The group known as Cobra had been active for maybe as long as five or six years, or even longer, but concrete information on them was rare and sketchy at best. The first inkling of the group’s activity was a series of daring bank robberies five years ago, when two men had stolen close to three million dollars over the course of several months, before finally running out of luck. Both men were gunned down while trying to evade capture after their eighth robbery. Both men wore dark red shirts with a large snake head emblem printed on it, although the importance of that image was not understood at the time. None of the money from their previous robberies was ever recovered.
Nearly a year later, there was an attempt on the life of a well-known Senator. The would-be assassin had the snake head emblem tattooed on his arm. Another series of bank robberies followed, although this time the perpetrators got away, each of them identified in security videos wearing the same red shirts as the other bank robbers. Anonymous postings were made on public websites regarding the “rise of the Cobra” and the “new world order of Cobra.” Mexican officials uncovered a huge bribery scandal involving a group calling themselves Cobra, although no one was ever arrested. A lobbyist in Washington was murdered, and hidden memos in his office made mention of Cobra. A huge identity theft scheme in Florida led investigators to an abandoned office with the mysterious snake head emblem on the wall. The FBI had some files on a possible religious cult called Cobra, after receiving worried phone calls from a handful of parents who claimed their children were being brainwashed. No solid evidence was ever found of illegal activity.
Major Wilkinson lowered the reports into his lap, looking impressed. “How in the world did you compile all of this information?” he asked.
“I have some friends in the FBI,” Hauser said. “They gave me access to some files. The rest was just grunt paperwork. The more I researched, the more connections I found. It was kind of strange, actually.”
“You started your investigation after the kidnapping of Dr. Ward Stevens, is that right?” Abernathy asked.
“Yes, that’s where I first learned about the group.”
Dr. Stevens, a noted neurologist and behavioral psychologist, had been kidnapped from his New York offices five months earlier. A grainy video from a security camera located outside the building showed at least one of the kidnappers wearing a Cobra shirt. The police investigation into the kidnapping had gone nowhere, and so far his current whereabouts were still unknown. No messages or ransom demands had ever been received.
“There was another scientist kidnapped as well, wasn’t there?” Wilkinson asked. “I heard about it on the news.”
“Yes,” Hauser said. “Two scientists, actually. There was a researcher at Purdue, also a psychologist, specializing in the effects of various drugs on brain chemistry. He disappeared without a trace about four months ago. And there was also a Belgian scientist named Dr. Emile Brusch, who also disappeared four months ago. He ran an institute working on the use of mind-altering drugs to combat mental disorders.”
“You think they’re all connected?” Abernathy asked.
“It seems possible. Three scientists all studying the same thing, kidnapped with a month or two of each other?”
Abernathy glanced over at Major Wilkinson, who only nodded. “And you think that Cobra is responsible for all three kidnappings?”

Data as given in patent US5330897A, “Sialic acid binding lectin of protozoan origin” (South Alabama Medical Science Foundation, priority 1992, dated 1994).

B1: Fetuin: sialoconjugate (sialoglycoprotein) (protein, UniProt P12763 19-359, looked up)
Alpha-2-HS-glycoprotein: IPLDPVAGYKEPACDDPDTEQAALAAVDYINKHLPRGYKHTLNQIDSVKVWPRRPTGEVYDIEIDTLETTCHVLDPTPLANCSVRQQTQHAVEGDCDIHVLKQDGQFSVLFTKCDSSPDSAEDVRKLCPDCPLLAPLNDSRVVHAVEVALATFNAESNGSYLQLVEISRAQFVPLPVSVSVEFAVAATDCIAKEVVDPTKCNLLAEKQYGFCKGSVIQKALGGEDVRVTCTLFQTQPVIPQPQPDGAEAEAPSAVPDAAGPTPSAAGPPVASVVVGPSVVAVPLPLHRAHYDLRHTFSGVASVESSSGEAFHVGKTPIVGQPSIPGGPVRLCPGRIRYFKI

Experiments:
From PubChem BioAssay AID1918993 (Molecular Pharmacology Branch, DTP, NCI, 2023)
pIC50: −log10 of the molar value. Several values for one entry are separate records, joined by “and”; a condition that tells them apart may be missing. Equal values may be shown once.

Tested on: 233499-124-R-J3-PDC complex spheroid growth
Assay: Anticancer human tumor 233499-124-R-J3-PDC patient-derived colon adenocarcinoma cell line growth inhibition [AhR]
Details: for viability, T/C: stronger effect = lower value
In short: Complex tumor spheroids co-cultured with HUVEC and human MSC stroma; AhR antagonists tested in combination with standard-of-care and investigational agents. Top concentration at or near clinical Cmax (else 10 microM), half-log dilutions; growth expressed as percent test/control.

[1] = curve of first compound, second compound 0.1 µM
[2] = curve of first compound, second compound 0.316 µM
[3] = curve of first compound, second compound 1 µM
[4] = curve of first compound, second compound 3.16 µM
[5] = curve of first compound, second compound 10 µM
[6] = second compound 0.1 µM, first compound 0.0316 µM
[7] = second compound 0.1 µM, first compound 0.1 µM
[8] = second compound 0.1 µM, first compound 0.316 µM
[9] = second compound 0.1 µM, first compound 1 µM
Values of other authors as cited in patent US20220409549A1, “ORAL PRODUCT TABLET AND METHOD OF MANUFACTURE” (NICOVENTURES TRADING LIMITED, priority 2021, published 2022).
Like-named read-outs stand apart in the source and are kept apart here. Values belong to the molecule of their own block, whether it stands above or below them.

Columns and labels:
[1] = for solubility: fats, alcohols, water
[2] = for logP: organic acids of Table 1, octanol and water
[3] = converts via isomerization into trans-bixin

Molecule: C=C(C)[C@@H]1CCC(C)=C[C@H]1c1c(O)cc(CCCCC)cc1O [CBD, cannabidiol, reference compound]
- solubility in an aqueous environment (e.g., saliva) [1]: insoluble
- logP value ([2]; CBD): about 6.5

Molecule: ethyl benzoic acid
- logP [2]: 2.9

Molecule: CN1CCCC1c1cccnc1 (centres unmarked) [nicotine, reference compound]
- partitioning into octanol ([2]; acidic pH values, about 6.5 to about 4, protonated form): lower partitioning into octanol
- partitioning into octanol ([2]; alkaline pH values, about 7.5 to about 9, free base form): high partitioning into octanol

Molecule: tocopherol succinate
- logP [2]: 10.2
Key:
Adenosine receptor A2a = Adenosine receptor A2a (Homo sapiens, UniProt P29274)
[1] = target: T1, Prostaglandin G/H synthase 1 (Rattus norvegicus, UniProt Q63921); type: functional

“I don’t have access to any European files,” Hauser said. “So I can’t be sure, but I’d bet that there is evidence that Cobra was involved.”
“You’d be right,” Abernathy said. He opened a drawer on his desk and pulled out a manilla folder stuffed with sheets of paper, then handed it to Hauser. “I got these faxed over from the US Embassy in Belgium.”
Hauser started scanning the papers as Abernathy summarized. “They found fingerprints in Brusch’s office that belonged to a man named Sebastian Bludd. He’s wanted by Interpol for a long list of crimes in Europe and Russia, but we don’t have much information on him. Turns out that Interpol almost caught him last year in England. He got away that time, but they found lots of evidence when they searched his safe house, including a briefcase full of money.”
Hauser turned the page and saw a photocopy of the picture of the briefcase. Printed right on it was a large snake head, the Cobra insignia.
“They think he’s working for Cobra?”
Abernathy nodded. “Seems that way. It looks like this group called Cobra is starting to enter the big time. If they have enough influence to hire a man like Bludd, then they’re bigger than we think. And these kidnappings are serious, especially because the police investigations have turned up nothing. This group has learned to cover its tracks very well.”
Hauser set the folder down. He would read the rest of it later. “Sir, if the military is concerned with Cobra, I would be more than happy to help in any way I can.”
“I think you can do one better than that, Sergeant,” Abernathy said with a smile. “I have been granted authority to create a new task force for this exact purpose. It will be a joint operation between all the branches of the military, and will deal primarily with terrorist activity here in the United States. The first order of business will be an investigation of Cobra.”
“And you’d like me to ... brief the team?” Hauser offered.
“Sergeant,” Abernathy said, “I’m offering you a position on the team. You’ll be third in command, under myself and Major Wilkinson.”
“I’d be honored, sir,” Hauser said quickly, almost stumbling over the words. “How long will it take to recruit the team? How many other members are there?”
Abernathy chuckled. “Right now it’s just the three of us. But it won’t take long to recruit the other members. Major Wilkinson and I already have some people in mind.”